BOSTON (Reuters) - A Massachusetts man was arrested on Wednesday and accused by federal prosecutors of stealing two Andy Warhol paintings from a former college classmate and then using them to produce knockoffs that he sold on eBay.
Brian Walshe, 43, sold two forged Warhols to the owner of a Los Angeles gallery for $80,000 in 2016, according to a criminal complaint filed in federal court in Boston.
According to authorities, Walshe had the real paintings, which he had stolen from a former classmate at Carnegie Mellon University who is now living in South Korea.
Walshe, a resident of Lynn, Massachusetts, was charged with one count of wire fraud. His court-appointed lawyer did not respond to a request for comment.
According to the complaint, in 2016, the gallery owner found a posting for the two Warhol paintings, which were from his “Shadow” series, on eBay, where Walshe listed them for $100,000.
A posting on eBay stated that Walshe had “terribly over paid” when he bought the paintings from an art dealer in 2007 for $240,000 and was willing to sell them now to cover the costs of renovating his house, the complaint said.
“Our loss is your gain,” the posting said, according to court papers.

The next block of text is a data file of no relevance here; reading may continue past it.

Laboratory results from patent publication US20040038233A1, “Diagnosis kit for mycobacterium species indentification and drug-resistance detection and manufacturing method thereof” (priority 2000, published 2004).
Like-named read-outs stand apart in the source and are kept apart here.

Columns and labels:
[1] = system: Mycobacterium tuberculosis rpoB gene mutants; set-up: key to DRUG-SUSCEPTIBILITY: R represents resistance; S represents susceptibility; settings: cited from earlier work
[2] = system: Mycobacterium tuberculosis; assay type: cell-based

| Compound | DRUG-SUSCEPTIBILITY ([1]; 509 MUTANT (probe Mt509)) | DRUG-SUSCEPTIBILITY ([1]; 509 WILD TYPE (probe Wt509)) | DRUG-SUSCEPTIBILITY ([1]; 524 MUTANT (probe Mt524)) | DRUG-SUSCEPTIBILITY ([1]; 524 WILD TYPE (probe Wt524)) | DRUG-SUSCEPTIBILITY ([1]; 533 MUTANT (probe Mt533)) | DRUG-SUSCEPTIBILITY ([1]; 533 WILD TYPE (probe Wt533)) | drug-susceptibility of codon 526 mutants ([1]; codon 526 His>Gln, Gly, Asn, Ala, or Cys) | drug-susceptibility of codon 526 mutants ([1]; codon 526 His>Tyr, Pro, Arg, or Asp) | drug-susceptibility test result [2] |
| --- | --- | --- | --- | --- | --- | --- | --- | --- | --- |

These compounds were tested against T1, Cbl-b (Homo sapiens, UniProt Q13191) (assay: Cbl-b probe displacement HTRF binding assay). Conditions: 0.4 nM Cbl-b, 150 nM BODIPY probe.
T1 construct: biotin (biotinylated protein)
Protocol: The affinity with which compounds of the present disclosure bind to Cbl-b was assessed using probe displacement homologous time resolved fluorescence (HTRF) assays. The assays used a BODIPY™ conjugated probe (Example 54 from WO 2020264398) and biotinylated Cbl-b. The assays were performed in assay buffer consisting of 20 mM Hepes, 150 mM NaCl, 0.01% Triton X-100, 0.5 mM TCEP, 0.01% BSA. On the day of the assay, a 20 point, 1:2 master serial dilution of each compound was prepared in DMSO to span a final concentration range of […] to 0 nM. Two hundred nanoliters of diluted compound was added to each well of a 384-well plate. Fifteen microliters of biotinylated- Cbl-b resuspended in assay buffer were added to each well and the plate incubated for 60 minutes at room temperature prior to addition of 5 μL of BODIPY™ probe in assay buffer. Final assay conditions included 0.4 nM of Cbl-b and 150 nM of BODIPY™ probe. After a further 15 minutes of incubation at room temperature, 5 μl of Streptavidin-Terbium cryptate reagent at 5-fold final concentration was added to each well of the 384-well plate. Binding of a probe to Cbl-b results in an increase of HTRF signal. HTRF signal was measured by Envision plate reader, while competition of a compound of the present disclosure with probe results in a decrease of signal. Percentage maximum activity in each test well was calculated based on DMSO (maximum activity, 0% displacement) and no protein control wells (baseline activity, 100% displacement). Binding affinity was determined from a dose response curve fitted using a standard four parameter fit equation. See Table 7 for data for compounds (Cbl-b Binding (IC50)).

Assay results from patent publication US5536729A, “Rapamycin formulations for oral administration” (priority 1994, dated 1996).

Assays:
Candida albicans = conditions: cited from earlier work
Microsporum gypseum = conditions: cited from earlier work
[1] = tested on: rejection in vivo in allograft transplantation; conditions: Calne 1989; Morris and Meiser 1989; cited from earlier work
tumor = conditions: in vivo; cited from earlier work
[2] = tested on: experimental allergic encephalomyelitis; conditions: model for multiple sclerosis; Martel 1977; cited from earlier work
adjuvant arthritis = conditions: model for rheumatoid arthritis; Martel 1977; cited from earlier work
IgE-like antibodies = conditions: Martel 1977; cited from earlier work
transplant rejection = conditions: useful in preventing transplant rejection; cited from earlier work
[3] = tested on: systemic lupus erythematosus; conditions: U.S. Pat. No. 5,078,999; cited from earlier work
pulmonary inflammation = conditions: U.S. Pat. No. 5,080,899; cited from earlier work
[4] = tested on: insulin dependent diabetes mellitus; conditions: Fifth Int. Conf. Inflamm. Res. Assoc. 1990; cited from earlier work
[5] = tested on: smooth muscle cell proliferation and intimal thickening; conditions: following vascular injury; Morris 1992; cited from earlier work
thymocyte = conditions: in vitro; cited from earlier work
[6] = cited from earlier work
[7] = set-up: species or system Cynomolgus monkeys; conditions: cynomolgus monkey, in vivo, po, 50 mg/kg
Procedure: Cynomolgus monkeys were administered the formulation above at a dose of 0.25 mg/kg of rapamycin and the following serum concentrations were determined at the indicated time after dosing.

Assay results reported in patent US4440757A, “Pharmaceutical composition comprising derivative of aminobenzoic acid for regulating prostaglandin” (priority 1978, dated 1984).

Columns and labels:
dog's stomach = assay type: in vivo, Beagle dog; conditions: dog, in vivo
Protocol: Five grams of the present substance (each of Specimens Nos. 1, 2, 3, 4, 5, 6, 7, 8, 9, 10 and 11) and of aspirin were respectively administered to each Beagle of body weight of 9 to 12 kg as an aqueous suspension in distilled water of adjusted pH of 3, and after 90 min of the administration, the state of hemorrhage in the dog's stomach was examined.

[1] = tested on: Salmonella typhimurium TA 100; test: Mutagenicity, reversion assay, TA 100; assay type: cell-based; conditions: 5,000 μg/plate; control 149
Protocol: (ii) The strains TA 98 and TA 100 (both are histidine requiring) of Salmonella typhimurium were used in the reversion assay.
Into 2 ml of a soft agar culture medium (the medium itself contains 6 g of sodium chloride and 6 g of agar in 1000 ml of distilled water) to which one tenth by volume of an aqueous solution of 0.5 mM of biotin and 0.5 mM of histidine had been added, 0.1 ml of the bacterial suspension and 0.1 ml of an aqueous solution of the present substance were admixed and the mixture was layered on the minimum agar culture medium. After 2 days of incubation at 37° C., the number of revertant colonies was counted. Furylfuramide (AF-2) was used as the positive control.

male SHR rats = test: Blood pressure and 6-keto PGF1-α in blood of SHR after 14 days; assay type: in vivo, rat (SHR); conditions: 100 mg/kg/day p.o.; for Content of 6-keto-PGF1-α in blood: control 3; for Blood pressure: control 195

After speaking with Walshe, the gallery owner agreed to buy the paintings outside of eBay for $80,000 based on his understanding that the paintings had stamps from the Andy Warhol Foundation for the Visual Arts authenticating them, the complaint said.
But the paintings, which the gallery owner’s assistant flew to Boston to pick up, did not have those stamps and did not look like the art pictured on eBay, the complaint said.
After weeks of demands from the gallery owner, Walshe refunded him $30,000 but made repeated excuses why he could not repay the rest, the complaint said.
Authorities alleged that Walshe may have based the fakes on two authentic paintings he had stolen.
Charging documents state that Walshe had previously offered to help his ex-classmate sell some of his family’s art, which included the Warhol paintings.
Friends of the South Korean’s were eventually were enlisted to track Walshe down to demand he return the art, the complaint said.
But he only returned two Keith Haring prints and a Tang dynasty porcelain statue, according to court papers. In 2011, Walshe sold one Warhol piece through the auction house Christie’s for $40,000, the complaint said.
Reporting by Nate Raymond in Boston; Editing by Lisa Shumaker